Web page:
A former Calgary doctor is making some explosive allegations about cancer testing in the province.
Dr. Tony Magliocco, the former head pathologist at Calgary’s Tom Baker Centre, says moving testing from the centre to the another lab will put patients in danger.
The cancer centre is set to close at the end of the month, when crucial testing on breast cancer samples will be moved to Calgary Laboratory Services (CLS).
CLS is not equipped to deal with these tests — which are used to determine treatment.
"If a patient can potentially benefit from an agent, and the agent is withheld, these patients could die of the consequence of not receiving the correct treatment," said Magliocco.
Magliocco said he voiced his concerns to a number of officials at Alberta Health Services (AHS) and was told it was an efficiency that would save money. He also said he was threatened with a demotion for speaking out.
"I personally believe I was intimidated, I had resources withdrawn from me, I was not offered a new contract, and really had no alternative to leave — that my career was in jeopardy."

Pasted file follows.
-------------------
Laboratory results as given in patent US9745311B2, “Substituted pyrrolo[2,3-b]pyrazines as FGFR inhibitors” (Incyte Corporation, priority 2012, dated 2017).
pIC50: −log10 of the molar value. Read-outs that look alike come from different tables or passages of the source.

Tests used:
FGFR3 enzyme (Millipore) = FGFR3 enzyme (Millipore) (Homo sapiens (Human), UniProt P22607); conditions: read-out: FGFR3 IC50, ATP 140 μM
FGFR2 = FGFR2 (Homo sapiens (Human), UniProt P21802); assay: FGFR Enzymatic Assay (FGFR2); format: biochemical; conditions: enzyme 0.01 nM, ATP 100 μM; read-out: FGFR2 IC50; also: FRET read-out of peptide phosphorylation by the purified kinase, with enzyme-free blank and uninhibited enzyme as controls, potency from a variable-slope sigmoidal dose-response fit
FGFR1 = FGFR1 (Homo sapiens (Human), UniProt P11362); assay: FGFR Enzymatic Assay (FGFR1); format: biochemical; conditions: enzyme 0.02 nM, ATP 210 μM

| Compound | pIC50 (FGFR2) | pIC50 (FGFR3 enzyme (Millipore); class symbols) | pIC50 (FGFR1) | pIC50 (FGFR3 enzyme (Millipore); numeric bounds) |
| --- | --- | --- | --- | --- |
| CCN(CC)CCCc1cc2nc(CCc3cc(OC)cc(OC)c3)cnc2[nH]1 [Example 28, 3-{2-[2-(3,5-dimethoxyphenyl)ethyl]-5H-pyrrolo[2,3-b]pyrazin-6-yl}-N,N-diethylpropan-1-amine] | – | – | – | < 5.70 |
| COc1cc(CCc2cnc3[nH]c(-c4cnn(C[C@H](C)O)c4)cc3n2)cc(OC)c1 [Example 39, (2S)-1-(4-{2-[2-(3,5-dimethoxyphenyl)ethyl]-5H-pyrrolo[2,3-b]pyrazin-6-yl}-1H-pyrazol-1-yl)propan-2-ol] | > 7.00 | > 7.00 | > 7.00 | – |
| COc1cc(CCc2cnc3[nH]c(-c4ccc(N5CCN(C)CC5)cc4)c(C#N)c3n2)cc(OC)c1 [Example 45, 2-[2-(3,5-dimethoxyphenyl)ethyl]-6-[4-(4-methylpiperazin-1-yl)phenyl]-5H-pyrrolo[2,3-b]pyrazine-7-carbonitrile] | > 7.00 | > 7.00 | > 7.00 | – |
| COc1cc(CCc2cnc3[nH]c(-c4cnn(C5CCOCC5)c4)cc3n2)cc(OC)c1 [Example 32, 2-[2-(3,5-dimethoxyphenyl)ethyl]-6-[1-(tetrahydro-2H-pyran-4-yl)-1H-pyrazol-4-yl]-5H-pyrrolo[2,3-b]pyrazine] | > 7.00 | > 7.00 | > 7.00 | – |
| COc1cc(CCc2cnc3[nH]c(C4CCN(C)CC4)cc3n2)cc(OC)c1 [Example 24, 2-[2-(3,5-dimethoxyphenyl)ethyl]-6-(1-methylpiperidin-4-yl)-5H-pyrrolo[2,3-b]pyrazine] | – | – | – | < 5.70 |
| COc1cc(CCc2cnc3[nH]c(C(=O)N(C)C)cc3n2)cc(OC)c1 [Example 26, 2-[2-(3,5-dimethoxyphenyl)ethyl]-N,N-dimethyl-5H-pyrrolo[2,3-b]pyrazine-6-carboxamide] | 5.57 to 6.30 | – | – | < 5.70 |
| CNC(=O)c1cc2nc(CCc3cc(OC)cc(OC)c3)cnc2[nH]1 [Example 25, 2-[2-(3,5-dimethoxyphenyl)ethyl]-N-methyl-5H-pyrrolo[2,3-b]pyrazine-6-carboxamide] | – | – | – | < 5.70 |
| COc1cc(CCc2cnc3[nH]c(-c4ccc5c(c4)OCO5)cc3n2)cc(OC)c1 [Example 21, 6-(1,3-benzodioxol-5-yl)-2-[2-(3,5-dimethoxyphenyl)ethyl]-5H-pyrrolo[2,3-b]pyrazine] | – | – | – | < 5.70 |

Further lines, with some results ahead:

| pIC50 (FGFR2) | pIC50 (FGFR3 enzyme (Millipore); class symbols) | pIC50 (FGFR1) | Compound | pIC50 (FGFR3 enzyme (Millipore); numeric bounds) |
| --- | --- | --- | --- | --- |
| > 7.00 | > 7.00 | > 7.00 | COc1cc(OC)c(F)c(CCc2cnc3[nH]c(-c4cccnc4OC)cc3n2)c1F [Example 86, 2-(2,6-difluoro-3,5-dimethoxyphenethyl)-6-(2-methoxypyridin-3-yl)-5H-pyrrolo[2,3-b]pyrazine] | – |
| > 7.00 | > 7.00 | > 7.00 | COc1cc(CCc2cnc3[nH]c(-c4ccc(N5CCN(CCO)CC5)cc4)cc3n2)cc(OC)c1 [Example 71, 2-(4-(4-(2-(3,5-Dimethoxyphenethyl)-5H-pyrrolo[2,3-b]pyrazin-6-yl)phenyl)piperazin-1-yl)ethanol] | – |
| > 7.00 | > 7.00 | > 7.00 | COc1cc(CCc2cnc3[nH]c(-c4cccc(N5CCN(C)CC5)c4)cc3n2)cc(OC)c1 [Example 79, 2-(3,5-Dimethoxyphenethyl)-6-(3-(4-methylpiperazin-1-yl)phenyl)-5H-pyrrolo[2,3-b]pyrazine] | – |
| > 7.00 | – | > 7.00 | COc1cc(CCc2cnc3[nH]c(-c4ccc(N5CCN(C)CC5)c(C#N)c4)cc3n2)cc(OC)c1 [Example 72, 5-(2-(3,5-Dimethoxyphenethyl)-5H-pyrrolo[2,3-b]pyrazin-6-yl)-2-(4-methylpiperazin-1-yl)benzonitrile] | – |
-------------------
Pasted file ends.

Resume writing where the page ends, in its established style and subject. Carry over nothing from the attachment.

His tenure ended in August, after Magliocco complained about plans to close the centre's lab.
The problems started about two years ago when Magliocco heard AHS was planning to close testing at Tom Baker and move it to another lab.
Magliocco claims there was never any consultation with health experts or the public as to why testing for cancers including breast, brain and lung were moving from a world-renowned facility, to one staffed by much less experienced people.
"Why is a perfectly functional lab being closed, what is it going to be replaced with and why is it being sent to a lab with no experience — this is a recipe for disaster as far as I'm concerned."
Not only were his questions unanswered, Magliocco said, the only response he got was a threat.
AHS responded to the accusations Monday, confirming some cancer testing would be done at CLS instead of Tom Baker. AHS said accuracy won't be jeopardized.
In Question Period today, Premier Alison Redford would not address the issue, she said it's a workplace disagreement.
"We know that some of the information we see today suggests that there's been a disagreement in the workplace with respect to some decisions. It's entirely appropriate to deal with those in the workplace, Mr. Speaker, and that's where we'll leave it."
The Canadian Association of Pathologists says centralizing labs is a national trend.